The following article was originally written for Turner Broadcasting (2009), and is posted here as a writing sample.
The Hush-Hush Perils of Small Boobs
My Dad told me not to ice skate in backless leotards. He said that if I didn’t wear a bra, one day my boobs would sag. I scoffed. Like most female athletes, I was (and am) small-boobed. My 34A and me were shiny-happy, looking forward to a long life of halter tops and vintage Halston.
Well, every teenager lives in a bubble of some kind until one day it bursts like a cherry on prom night. My bubble was literally frozen, as it housed 300 square feet of Olympic ice. Eschewing the Je-m’appelle-Gypsy-Rose-Lee outfits figure skaters inexplicably wore, I took to the ice only in dance gear. My uniform: Pop! Six! Squish! seam-up-the-back Bob Fosse tights and the afore-mentioned, structurally unsound leotard, angsty black. My father’s advice was blithely ignored because he, a man, could not possibly know more about my breasts than I did. (To be clear, I was a teenager and he could not possibly know more about anything than I did.)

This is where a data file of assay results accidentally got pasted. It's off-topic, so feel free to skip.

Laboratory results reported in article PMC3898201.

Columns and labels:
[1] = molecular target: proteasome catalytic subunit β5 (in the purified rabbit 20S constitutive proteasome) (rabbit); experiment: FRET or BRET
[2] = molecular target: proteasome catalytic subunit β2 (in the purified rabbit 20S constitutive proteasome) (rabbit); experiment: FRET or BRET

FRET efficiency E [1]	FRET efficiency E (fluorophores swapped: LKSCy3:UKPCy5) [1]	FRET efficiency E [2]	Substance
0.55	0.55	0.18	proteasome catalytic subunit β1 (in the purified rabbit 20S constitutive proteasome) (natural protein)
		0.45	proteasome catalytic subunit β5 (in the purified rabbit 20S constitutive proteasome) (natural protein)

Fifteen years later, my mammaries are all alone in the moonlight, the star of their own low-rated, scientifically-sponsored Estrogen Channel dramedy. Hindsight’s a two-fold bitch. It seems that my Dad, with four daughters and two wives, knew nothing if not boobs and their inevitable downward mobility. The women in my family are blessed with many a perky feature, not one of which could be called “tit.” I’ve seen my beloved elders in the buff, and I can read the handwriting on the wall. (Actually, it’s a pictograph and it bears a striking resemblance to South Park’s Ms. Diane Choksondik.)
The second adolescent lesson I failed to learn was, understandably, in Physics. Despite my ability to harness the very laws of science and the universe to defy Earthly gravity or walk on (frozen) water, I failed to grasp their true power. Apparently, the tremendous torque and thrust of figure skating are violent enough to decimate any burgeoning bosom from the infrastructure out. One more Salchow and my chest would have looked like Bessy’s udders.
Now, chastened by time and a tailored wardrobe, the arrogance of my youth has come to haunt me. Betwixt genetics and athletics, I am doomed to spend tomorrow and tomorrow and tomorrow buttressed and cantilevered by a bra so technologically advanced it has been code-named Wonder. When I walk into a room I want to pick jaws up off the floor, not my tits.